Beef Kubbeh and Fasoulia Stew. Photo by Armando Raphael.
As anti-Jewish sentiment grew in Iraq in the mid-20th century, Annabel Rabiyah’s grandparents, uncle, and father, left for North America — never to return. In Boston, where Annabel grew up, “food was the primary way they held onto their culture and history,” she explains. Today, Annabel celebrates her family’s Iraqi heritage and recipes through Awafi Kitchen, a project she co-founded, that hosts cooking classes and pop-ups.
Among her family’s recipes are several for kubbeh, a type of dumpling. This version is served in a soup made with green beans and whole dried limes, which are available at Middle Eastern specialty shops and some spice stores. Read more about Annabel and her family’s recipes on the Jewish Food Society’s archive.
Check out more kubbeh recipes and explore the centuries-long history of this iconic regional dish here.
1 ½ cups semolina or ¾ cup each of semolina and farina
¼ cup + 2 tablespoons water
For the fasoulia stew:
2 tablespoons olive oil
1 medium onion, thinly sliced
1 ½ teaspoons kosher salt
1 tablespoon tomato paste
4 cups broth of choice
½ pound fasoulia (green beans), trimmed and cut into 1-inch pieces
2 whole dried limes, washed and pierced all over with a fork
¼ teaspoon ground black pepper
Juice of ½ lemon
Make the kubbeh: In a medium bowl, mix the ground meat, onion, parsley, 1 ½ tablespoons salt, dried lime, and pepper until fully incorporated.
In a separate bowl, mix the semolina, remaining 1 teaspoon salt, and 1 tablespoon of the meat filling. Add ¼ cup + 2 tablespoons of water until the dough forms a ball and can be molded easily, and knead for 1-2 minutes.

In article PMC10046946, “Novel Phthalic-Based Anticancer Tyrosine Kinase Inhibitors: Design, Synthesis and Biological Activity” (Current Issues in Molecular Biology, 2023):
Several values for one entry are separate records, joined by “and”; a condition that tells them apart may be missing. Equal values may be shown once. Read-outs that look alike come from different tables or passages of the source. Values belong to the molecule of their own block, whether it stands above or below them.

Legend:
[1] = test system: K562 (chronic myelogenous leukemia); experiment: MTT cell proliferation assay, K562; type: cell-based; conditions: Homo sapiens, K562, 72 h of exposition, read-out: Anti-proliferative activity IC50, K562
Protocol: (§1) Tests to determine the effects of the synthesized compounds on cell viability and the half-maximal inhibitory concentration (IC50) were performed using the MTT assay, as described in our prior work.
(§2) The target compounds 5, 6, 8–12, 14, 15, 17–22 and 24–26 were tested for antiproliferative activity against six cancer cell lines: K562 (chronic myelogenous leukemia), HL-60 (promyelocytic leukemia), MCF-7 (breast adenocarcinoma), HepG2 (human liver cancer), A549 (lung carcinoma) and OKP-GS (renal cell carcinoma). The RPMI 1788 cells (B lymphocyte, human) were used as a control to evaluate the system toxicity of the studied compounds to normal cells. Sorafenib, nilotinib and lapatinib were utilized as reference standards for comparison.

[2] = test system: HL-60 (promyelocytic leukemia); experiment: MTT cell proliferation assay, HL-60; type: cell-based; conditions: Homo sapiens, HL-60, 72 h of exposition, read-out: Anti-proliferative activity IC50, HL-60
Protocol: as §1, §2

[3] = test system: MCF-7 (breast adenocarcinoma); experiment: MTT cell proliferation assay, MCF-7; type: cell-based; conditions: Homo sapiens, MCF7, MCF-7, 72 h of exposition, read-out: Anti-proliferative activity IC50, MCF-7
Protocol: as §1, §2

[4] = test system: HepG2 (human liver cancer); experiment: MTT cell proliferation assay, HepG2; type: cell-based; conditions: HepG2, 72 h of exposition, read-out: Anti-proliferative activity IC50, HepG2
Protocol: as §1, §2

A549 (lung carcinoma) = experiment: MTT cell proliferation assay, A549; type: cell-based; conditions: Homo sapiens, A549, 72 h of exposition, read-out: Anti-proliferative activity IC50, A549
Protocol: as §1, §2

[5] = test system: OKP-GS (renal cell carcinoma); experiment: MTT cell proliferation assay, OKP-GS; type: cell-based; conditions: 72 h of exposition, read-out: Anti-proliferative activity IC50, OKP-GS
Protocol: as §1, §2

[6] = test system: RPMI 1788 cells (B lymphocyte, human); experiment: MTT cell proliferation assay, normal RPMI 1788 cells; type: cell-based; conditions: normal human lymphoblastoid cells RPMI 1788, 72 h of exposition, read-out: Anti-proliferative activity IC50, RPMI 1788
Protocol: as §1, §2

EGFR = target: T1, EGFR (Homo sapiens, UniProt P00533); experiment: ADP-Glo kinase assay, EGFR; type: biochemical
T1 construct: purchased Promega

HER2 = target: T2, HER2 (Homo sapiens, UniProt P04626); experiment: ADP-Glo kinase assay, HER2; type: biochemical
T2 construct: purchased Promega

To shape the kubbeh: Flatten a small circle of dough in your palm, about 1 heaping tablespoon, as thin as possible while still workable. Cover the unused dough with plastic wrap or a damp cloth to prevent it drying out. Scoop a heaping teaspoon of the meat mixture into the center of the dough, and wrap the dough around the filling, forming a ball. Make sure it is well sealed, and transfer to a plate. Repeat with the remaining dough and filling until you have 16 kubbeh.
Make the soup: In a large pot, heat 2 tablespoons of olive oil over medium heat. Add the onions and salt, and saute until they soften, about 7 minutes. Add the tomato paste and stir frequently, until it darkens to a dark brick color. Add the green beans, stirring to incorporate, then add the broth and dried limes.
Gently add the kubbeh to the broth, making sure they are fully covered. Add more broth if needed. Bring to a boil, then reduce to a gentle simmer and cook for 20 minutes, until the kubbeh are fully cooked. Try not to stir the broth for at least the first 5 minutes so the kubbeh remain intact.
After the kubbeh has finished cooking, burst the dried limes by pushing them against the wall of the pot with a spoon. Add the lemon juice, mix, and serve hot.